Yellowstone Select Kentucky Straight Bourbon Whiskey – Review

When I first started writing about this one, I spent a fair amount of time going down a rabbit hole or wolf hole or elk hole researching the history of the Northern Rocky Mountains wolf (Canis lupus irremotus) in Yellowstone Park. Suffice it to say, the post was getting a bit too unwieldy and un-whiskey-related. The thing is, it’s a fascinating, absorbing story. In the 1920’s the government short-sightedly decided that the wolves needed to be removed from the park. Once that population was reduced to pretty much zero, several Yellowstone ecosystems began to suffer. Over the years, the resulting damage did not go unnoticed, but thanks to the power of ignorant lobbyists and the unbearably slow speed of bureaucracy, it took nearly 70 years for the wolves to be reintroduced. And that’s where things get truly remarkable. Wolves are known as apex predators, and the release of 31 wolves into the park in 1995, helped precipitate a trophic cascade. Trophic cascades are an expanding ripple of change in an ecosystem caused by the removal or re-introduction of one of these apex predators. From elk herds, to rodent relocation, to insect populations, to plant pollination, to the course of rivers even, the changes the re-introduction of a mere 31 wolves put in motion in Yellowstone are an incredible example of the fragility and fluid nature of the environment. If, like me, you get perhaps a little too excited whilst learning about apex such and suches and trophic whatzits, I’d recommend looking into this story further, starting with the video at the end of this review.

Why, yes, I am an apex predator, thanks for asking!

So…less wolves, more whiskey from here on in. I’d like to refer you to my review of the 2016 Yellowstone Limited Edition for a slightly more in-depth look at the Yellowstone brand. Or, if you’d rather just get on with it and not go clicking around like a herd of predator-free elk, here’s a quick rundown. The Yellowstone brand was founded in 1872 and named after this park with the wolves, the elk, and the trophic cascading. It went through many ownership changes over the years, and went from being a high quality bourbon to being a sub par bottom-shelf dweller. In 2015, the company that owned Yellowstone, Luxco, purchased a 50% share in a new distillery named Limestone Branch. Limestone Branch was founded by two Beams, Stephen and Paul, who happen to be relatives of J.B. Dant, one of the founders of the Yellowstone brand. Like US wildlife officials returning wolves to their natural habitat, Luxco returned the Yellowstone brand to the family that helped create it in the first place. And they all got to work restoring the brand to its former glory. Starting in 2015, they’ve dropped excellent yearly limited editions, and in 2016, launched this core expression, the Yellowstone Select.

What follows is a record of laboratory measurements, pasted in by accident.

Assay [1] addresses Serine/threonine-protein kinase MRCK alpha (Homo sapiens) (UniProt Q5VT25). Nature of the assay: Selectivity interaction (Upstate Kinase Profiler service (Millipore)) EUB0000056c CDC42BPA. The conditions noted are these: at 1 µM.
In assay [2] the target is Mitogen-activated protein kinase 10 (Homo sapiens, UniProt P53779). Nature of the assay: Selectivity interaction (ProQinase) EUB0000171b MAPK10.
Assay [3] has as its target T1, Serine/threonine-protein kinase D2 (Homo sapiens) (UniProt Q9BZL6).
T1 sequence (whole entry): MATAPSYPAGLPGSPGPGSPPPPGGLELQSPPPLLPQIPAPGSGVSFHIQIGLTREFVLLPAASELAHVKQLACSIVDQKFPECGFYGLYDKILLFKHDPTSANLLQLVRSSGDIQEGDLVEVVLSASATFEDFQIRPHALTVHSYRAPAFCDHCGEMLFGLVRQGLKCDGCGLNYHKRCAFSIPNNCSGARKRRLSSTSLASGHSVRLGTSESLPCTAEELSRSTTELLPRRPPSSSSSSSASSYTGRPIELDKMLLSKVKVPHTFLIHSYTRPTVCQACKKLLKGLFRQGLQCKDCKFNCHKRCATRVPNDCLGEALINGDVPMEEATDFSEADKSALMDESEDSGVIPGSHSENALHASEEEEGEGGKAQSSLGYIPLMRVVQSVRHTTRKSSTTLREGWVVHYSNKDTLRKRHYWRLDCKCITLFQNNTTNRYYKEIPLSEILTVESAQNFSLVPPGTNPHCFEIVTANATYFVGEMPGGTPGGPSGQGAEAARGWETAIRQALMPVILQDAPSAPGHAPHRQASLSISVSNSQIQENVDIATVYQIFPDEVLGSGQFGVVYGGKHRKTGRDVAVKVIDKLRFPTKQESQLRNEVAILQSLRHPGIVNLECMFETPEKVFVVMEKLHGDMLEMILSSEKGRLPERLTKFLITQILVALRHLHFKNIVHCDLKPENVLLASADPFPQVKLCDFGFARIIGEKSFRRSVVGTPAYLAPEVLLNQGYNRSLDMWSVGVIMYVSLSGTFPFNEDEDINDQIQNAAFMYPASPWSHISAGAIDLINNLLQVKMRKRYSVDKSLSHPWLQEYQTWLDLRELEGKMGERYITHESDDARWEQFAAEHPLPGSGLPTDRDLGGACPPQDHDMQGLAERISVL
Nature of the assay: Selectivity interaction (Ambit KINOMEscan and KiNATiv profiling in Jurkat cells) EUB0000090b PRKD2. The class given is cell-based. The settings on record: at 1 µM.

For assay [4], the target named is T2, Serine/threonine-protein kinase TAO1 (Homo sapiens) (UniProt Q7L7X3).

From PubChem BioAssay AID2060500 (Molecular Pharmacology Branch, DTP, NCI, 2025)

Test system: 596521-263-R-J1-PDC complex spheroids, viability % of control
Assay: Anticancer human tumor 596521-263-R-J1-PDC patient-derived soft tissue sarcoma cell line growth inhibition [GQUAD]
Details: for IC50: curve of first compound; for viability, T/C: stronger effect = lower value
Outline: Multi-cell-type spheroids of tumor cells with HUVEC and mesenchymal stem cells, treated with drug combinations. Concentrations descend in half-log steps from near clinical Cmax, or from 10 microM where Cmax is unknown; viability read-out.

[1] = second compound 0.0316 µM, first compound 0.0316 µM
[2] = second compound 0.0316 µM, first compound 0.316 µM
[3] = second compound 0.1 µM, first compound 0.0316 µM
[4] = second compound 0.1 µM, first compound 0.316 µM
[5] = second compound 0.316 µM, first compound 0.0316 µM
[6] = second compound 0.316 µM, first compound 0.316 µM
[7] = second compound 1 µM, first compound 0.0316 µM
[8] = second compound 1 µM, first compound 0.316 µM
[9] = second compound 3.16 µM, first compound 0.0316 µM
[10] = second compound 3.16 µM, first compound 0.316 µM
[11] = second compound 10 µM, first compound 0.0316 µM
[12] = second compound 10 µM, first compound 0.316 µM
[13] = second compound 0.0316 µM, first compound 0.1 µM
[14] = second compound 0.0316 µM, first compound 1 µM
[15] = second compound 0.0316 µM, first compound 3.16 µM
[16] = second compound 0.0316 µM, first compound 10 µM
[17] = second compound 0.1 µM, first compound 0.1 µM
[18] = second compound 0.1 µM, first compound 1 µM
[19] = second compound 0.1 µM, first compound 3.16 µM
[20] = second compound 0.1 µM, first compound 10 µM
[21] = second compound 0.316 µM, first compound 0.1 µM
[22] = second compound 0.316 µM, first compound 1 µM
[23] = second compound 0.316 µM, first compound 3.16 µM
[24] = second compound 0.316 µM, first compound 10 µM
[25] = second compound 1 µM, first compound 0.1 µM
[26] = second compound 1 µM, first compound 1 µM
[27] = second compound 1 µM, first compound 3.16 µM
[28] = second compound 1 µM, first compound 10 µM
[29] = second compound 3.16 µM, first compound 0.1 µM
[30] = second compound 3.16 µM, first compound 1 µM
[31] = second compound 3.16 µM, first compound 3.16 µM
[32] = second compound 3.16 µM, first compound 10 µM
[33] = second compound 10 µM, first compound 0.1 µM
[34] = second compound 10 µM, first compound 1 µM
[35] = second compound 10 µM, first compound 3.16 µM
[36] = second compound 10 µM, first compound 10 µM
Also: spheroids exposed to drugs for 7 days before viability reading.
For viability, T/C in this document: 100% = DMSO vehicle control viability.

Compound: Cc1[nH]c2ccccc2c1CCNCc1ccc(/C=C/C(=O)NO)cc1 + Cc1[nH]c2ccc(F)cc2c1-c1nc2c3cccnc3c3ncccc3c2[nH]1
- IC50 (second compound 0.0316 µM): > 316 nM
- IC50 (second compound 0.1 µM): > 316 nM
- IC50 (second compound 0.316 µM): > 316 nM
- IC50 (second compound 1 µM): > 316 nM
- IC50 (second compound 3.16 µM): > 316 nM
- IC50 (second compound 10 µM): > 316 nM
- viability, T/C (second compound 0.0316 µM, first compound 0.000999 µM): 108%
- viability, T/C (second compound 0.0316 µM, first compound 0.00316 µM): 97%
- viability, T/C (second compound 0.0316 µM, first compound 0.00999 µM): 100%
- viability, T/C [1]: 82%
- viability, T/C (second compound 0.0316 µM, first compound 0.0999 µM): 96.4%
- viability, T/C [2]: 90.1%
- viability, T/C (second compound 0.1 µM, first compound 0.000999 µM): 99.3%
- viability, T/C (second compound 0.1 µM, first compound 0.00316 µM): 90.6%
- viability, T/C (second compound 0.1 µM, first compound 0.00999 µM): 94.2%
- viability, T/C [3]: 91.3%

The new look for Yellowstone Select…

Yellowstone Select Kentucky Straight Bourbon Whiskey is at this point a sourced whiskey. Limestone Branch has added some of their own spirit to the last two Yellowstone limited editions, but do not have enough stock yet to supply a widely released expression such as this. Given Luxco’s involvement with Limestone Branch, and their long relationship with Heaven Hill, Heaven Hill seems the best guess as to where this bourbon comes from. The Yellowstone Select is reportedly made up of four to seven year old bourbons, and has a bottle adorned with another great label from David Cole Creative. Indeed, the bottle reviewed here and pictured above is last year’s model. The most recent iteration of the Select features a raised glass bottle and an even greater label from David Cole Creative, and by greater I mean more contrast, a bit easier to read, and better stand-out-on-the-shelf-ness. So, new bottle, but important to note that the whiskey in this new bottle will remain the same.